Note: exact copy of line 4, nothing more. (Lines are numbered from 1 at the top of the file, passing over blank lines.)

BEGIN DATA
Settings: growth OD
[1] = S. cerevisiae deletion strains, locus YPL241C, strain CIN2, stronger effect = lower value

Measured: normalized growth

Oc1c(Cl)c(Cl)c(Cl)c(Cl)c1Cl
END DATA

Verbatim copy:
Oc1c(Cl)c(Cl)c(Cl)c(Cl)c1Cl